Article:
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Prenatal exposure to endocrine disrupting chemicals and asthma and allergic diseases

Casas M1,2,3, Gascon M1,2,3

1ISGlobal, Barcelona, Spain
2Pompeu Fabra University, Barcelona, Spain
3Spanish Consortium for Research on Epidemiology and Public Health (CIBERESP), Madrid, Spain 

J Investig Allergol Clin Immunol 2020; Vol. 30(4)
doi: 10.18176/jiaci.0580

Endocrine-disrupting chemicals (EDCs), chemicals that can interfere with endogenous hormones and that are present in many consumer products, can affect the development and functions of the immune system. The prenatal period is critical because exposure to EDCs can induce irreversible changes in the immune system and increase the susceptibility of asthma and allergies later in life. Non-persistent EDCs are of most concern due to their high annual production and potential toxicity. In this review, we summarize the literature on the effects of prenatal exposure to non-persistent EDCs, namely phthalates and phenols, on asthma and allergic diseases, describe the biological mechanisms, and develop recommendations. Between 2011 and 2020, a total of 19 prospective studies were published. Most of them were focused on phthalates and bisphenol A and few on other bisphenols, parabens, triclosan, and benzophenone-3. Overall, the evidence is still insufficient due to differences in chemicals use between countries, sociodemographic characteristics of the populations, exposure misclassification due to the high within-subject variability, and heterogeneity on health outcome definitions. EDCs can alter airway cell differentiation, shift immune response towards Th2, alter T regulatory and Th17 expression, reduce innate immunity, and alter gut microbiota. Studies with a thoughtful exposure assessment design, a good characterization of the asthma and allergic phenotypes, and which consider biological mechanisms and EDCs mixtures are needed to better understand the burden of EDCs on the respiratory and immune systems. This research will contribute to implement public health policies to reduce EDCs exposure in the community, particularly in pregnant women.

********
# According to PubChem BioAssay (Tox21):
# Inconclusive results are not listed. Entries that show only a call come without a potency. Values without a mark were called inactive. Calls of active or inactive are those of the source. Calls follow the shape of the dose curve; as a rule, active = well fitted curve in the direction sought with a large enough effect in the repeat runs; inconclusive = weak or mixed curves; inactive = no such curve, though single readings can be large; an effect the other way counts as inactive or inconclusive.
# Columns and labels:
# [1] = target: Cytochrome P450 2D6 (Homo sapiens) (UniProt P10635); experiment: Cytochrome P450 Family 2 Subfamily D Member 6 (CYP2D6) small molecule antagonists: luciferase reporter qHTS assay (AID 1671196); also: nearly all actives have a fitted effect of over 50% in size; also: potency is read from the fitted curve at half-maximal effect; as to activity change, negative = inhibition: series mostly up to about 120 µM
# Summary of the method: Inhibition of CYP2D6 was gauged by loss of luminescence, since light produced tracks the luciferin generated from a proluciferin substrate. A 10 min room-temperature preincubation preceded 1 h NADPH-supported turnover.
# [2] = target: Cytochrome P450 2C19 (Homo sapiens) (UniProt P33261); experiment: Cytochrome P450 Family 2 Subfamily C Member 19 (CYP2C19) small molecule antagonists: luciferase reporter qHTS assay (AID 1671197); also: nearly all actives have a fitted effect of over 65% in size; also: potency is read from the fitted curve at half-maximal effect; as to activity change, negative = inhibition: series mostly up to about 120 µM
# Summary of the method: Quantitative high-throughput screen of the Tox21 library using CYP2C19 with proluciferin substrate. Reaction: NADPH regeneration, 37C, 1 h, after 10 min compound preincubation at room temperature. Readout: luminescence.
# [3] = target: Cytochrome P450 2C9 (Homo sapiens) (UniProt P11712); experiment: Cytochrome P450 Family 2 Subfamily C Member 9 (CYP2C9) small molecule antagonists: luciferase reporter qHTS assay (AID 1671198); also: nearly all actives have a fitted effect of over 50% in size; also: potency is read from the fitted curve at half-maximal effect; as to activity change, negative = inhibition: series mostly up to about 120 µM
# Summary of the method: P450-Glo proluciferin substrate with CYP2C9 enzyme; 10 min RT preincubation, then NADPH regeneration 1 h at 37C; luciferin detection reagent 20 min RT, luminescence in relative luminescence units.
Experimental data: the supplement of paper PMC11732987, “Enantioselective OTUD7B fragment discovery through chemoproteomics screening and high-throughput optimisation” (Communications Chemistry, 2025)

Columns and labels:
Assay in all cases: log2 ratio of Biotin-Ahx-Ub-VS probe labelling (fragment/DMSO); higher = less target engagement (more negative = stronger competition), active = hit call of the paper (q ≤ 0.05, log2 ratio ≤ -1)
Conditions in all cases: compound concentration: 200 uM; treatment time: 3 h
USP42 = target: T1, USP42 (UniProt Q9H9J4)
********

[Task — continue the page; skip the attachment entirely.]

Key words: Endocrine Disruptors, Pregnancy, Asthma, Eczema, Food Allergy, Immune System